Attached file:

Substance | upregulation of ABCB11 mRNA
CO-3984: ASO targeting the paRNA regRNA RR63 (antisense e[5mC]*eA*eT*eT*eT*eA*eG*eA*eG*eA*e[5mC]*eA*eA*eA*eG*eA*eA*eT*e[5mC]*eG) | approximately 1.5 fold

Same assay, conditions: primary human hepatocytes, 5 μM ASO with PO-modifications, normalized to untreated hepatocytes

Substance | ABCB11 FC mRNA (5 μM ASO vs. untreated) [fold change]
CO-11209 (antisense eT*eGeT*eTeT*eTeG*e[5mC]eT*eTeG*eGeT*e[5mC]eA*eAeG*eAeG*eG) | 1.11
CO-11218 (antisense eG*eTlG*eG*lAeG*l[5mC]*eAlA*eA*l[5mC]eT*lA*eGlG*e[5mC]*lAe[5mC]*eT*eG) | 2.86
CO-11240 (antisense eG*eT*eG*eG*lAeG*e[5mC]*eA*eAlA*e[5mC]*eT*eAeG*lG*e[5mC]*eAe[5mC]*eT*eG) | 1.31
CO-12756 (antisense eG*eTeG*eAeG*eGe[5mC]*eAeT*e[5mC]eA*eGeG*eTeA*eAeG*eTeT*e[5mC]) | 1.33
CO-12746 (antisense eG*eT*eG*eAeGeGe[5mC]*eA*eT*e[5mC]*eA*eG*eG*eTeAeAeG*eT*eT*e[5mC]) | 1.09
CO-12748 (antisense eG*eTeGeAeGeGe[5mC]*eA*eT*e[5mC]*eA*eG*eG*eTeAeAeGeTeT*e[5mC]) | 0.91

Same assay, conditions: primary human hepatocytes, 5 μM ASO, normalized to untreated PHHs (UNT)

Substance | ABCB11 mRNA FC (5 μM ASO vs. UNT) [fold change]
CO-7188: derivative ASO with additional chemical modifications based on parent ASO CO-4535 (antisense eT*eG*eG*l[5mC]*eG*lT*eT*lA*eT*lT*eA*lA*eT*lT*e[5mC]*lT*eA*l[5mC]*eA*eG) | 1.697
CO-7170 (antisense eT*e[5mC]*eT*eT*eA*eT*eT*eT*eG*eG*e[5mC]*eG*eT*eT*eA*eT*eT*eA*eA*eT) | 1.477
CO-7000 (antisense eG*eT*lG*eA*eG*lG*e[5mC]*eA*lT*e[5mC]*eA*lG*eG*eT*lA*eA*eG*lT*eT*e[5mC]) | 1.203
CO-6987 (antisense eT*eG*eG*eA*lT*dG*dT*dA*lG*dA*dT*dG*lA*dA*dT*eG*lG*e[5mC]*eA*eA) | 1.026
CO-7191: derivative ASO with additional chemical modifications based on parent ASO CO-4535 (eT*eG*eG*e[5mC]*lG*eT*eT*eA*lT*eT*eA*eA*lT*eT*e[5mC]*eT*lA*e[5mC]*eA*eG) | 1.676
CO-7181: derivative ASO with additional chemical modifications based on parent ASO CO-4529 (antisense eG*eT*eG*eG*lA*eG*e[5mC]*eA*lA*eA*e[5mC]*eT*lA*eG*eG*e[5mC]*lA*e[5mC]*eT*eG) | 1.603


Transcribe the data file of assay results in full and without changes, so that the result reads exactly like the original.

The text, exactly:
Substance | upregulation of ABCB11 mRNA
CO-3984: ASO targeting the paRNA regRNA RR63 (antisense e[5mC]*eA*eT*eT*eT*eA*eG*eA*eG*eA*e[5mC]*eA*eA*eA*eG*eA*eA*eT*e[5mC]*eG) | approximately 1.5 fold

Same assay, conditions: primary human hepatocytes, 5 μM ASO with PO-modifications, normalized to untreated hepatocytes

Substance | ABCB11 FC mRNA (5 μM ASO vs. untreated) [fold change]
CO-11209 (antisense eT*eGeT*eTeT*eTeG*e[5mC]eT*eTeG*eGeT*e[5mC]eA*eAeG*eAeG*eG) | 1.11
CO-11218 (antisense eG*eTlG*eG*lAeG*l[5mC]*eAlA*eA*l[5mC]eT*lA*eGlG*e[5mC]*lAe[5mC]*eT*eG) | 2.86
CO-11240 (antisense eG*eT*eG*eG*lAeG*e[5mC]*eA*eAlA*e[5mC]*eT*eAeG*lG*e[5mC]*eAe[5mC]*eT*eG) | 1.31
CO-12756 (antisense eG*eTeG*eAeG*eGe[5mC]*eAeT*e[5mC]eA*eGeG*eTeA*eAeG*eTeT*e[5mC]) | 1.33
CO-12746 (antisense eG*eT*eG*eAeGeGe[5mC]*eA*eT*e[5mC]*eA*eG*eG*eTeAeAeG*eT*eT*e[5mC]) | 1.09
CO-12748 (antisense eG*eTeGeAeGeGe[5mC]*eA*eT*e[5mC]*eA*eG*eG*eTeAeAeGeTeT*e[5mC]) | 0.91

Same assay, conditions: primary human hepatocytes, 5 μM ASO, normalized to untreated PHHs (UNT)

Substance | ABCB11 mRNA FC (5 μM ASO vs. UNT) [fold change]
CO-7188: derivative ASO with additional chemical modifications based on parent ASO CO-4535 (antisense eT*eG*eG*l[5mC]*eG*lT*eT*lA*eT*lT*eA*lA*eT*lT*e[5mC]*lT*eA*l[5mC]*eA*eG) | 1.697
CO-7170 (antisense eT*e[5mC]*eT*eT*eA*eT*eT*eT*eG*eG*e[5mC]*eG*eT*eT*eA*eT*eT*eA*eA*eT) | 1.477
CO-7000 (antisense eG*eT*lG*eA*eG*lG*e[5mC]*eA*lT*e[5mC]*eA*lG*eG*eT*lA*eA*eG*lT*eT*e[5mC]) | 1.203
CO-6987 (antisense eT*eG*eG*eA*lT*dG*dT*dA*lG*dA*dT*dG*lA*dA*dT*eG*lG*e[5mC]*eA*eA) | 1.026
CO-7191: derivative ASO with additional chemical modifications based on parent ASO CO-4535 (eT*eG*eG*e[5mC]*lG*eT*eT*eA*lT*eT*eA*eA*lT*eT*e[5mC]*eT*lA*e[5mC]*eA*eG) | 1.676
CO-7181: derivative ASO with additional chemical modifications based on parent ASO CO-4529 (antisense eG*eT*eG*eG*lA*eG*e[5mC]*eA*lA*eA*e[5mC]*eT*lA*eG*eG*e[5mC]*lA*e[5mC]*eT*eG) | 1.603